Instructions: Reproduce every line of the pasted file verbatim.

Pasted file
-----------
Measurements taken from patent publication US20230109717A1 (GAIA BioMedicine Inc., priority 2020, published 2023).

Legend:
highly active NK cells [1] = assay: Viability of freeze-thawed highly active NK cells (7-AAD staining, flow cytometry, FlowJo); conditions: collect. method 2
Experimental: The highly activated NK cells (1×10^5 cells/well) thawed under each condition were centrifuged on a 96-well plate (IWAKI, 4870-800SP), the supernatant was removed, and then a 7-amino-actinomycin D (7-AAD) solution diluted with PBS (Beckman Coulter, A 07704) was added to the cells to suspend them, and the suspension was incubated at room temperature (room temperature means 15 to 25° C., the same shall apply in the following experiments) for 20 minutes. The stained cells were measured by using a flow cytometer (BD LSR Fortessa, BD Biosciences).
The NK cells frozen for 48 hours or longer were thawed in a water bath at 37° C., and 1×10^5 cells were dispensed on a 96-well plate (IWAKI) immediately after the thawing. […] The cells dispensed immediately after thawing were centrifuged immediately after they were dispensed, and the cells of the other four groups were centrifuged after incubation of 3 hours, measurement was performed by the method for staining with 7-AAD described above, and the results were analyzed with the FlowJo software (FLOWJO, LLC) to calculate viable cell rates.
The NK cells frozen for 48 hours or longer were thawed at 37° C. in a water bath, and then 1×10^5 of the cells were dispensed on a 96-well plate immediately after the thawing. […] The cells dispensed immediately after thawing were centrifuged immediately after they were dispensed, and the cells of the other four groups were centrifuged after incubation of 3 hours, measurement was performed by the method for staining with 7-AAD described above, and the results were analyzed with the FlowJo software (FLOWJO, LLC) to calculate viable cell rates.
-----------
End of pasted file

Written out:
Measurements taken from patent publication US20230109717A1 (GAIA BioMedicine Inc., priority 2020, published 2023).

Legend:
highly active NK cells [1] = assay: Viability of freeze-thawed highly active NK cells (7-AAD staining, flow cytometry, FlowJo); conditions: collect. method 2
Experimental: The highly activated NK cells (1×10^5 cells/well) thawed under each condition were centrifuged on a 96-well plate (IWAKI, 4870-800SP), the supernatant was removed, and then a 7-amino-actinomycin D (7-AAD) solution diluted with PBS (Beckman Coulter, A 07704) was added to the cells to suspend them, and the suspension was incubated at room temperature (room temperature means 15 to 25° C., the same shall apply in the following experiments) for 20 minutes. The stained cells were measured by using a flow cytometer (BD LSR Fortessa, BD Biosciences).
The NK cells frozen for 48 hours or longer were thawed in a water bath at 37° C., and 1×10^5 cells were dispensed on a 96-well plate (IWAKI) immediately after the thawing. […] The cells dispensed immediately after thawing were centrifuged immediately after they were dispensed, and the cells of the other four groups were centrifuged after incubation of 3 hours, measurement was performed by the method for staining with 7-AAD described above, and the results were analyzed with the FlowJo software (FLOWJO, LLC) to calculate viable cell rates.
The NK cells frozen for 48 hours or longer were thawed at 37° C. in a water bath, and then 1×10^5 of the cells were dispensed on a 96-well plate immediately after the thawing. […] The cells dispensed immediately after thawing were centrifuged immediately after they were dispensed, and the cells of the other four groups were centrifuged after incubation of 3 hours, measurement was performed by the method for staining with 7-AAD described above, and the results were analyzed with the FlowJo software (FLOWJO, LLC) to calculate viable cell rates.